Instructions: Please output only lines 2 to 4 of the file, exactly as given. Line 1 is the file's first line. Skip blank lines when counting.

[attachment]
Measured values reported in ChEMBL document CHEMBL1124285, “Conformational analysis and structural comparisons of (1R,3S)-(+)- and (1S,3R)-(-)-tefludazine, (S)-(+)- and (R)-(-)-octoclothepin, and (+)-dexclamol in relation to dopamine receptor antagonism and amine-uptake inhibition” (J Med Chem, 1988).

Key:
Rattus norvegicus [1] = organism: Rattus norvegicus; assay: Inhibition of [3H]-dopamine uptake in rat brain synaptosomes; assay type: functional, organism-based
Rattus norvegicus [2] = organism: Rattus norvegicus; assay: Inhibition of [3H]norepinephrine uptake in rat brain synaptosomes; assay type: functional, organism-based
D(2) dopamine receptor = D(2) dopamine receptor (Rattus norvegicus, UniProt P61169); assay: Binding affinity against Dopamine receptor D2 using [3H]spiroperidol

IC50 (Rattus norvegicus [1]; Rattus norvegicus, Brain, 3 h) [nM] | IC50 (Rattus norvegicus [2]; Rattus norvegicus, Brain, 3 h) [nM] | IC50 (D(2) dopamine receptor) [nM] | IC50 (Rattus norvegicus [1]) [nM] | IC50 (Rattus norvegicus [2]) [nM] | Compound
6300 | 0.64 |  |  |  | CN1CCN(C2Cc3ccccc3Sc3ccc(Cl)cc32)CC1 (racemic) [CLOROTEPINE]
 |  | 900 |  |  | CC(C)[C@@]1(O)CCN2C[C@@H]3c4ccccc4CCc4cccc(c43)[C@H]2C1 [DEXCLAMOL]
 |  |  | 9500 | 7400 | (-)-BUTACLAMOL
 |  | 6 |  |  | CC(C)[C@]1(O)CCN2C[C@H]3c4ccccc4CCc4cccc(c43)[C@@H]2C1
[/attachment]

Key:
Rattus norvegicus [1] = organism: Rattus norvegicus; assay: Inhibition of [3H]-dopamine uptake in rat brain synaptosomes; assay type: functional, organism-based
Rattus norvegicus [2] = organism: Rattus norvegicus; assay: Inhibition of [3H]norepinephrine uptake in rat brain synaptosomes; assay type: functional, organism-based